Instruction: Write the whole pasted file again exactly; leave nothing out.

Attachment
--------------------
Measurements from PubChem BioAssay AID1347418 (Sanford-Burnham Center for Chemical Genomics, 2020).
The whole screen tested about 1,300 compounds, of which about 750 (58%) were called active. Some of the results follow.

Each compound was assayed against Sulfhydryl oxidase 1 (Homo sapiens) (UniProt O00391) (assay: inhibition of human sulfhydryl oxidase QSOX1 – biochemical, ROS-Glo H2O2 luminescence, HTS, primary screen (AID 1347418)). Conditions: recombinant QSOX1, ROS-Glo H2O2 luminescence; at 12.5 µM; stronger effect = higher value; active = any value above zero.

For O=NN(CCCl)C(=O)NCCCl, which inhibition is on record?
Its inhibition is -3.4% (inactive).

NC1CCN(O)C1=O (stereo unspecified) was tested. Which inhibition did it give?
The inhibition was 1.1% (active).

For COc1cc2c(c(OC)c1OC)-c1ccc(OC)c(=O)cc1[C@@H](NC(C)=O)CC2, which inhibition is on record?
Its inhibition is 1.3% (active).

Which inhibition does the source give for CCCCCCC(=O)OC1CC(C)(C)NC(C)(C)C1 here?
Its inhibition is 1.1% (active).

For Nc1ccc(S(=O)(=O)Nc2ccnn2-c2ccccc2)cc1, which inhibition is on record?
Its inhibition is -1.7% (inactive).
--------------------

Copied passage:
Measurements from PubChem BioAssay AID1347418 (Sanford-Burnham Center for Chemical Genomics, 2020).
The whole screen tested about 1,300 compounds, of which about 750 (58%) were called active. Some of the results follow.

Each compound was assayed against Sulfhydryl oxidase 1 (Homo sapiens) (UniProt O00391) (assay: inhibition of human sulfhydryl oxidase QSOX1 – biochemical, ROS-Glo H2O2 luminescence, HTS, primary screen (AID 1347418)). Conditions: recombinant QSOX1, ROS-Glo H2O2 luminescence; at 12.5 µM; stronger effect = higher value; active = any value above zero.

For O=NN(CCCl)C(=O)NCCCl, which inhibition is on record?
Its inhibition is -3.4% (inactive).

NC1CCN(O)C1=O (stereo unspecified) was tested. Which inhibition did it give?
The inhibition was 1.1% (active).

For COc1cc2c(c(OC)c1OC)-c1ccc(OC)c(=O)cc1[C@@H](NC(C)=O)CC2, which inhibition is on record?
Its inhibition is 1.3% (active).

Which inhibition does the source give for CCCCCCC(=O)OC1CC(C)(C)NC(C)(C)C1 here?
Its inhibition is 1.1% (active).

For Nc1ccc(S(=O)(=O)Nc2ccnn2-c2ccccc2)cc1, which inhibition is on record?
Its inhibition is -1.7% (inactive).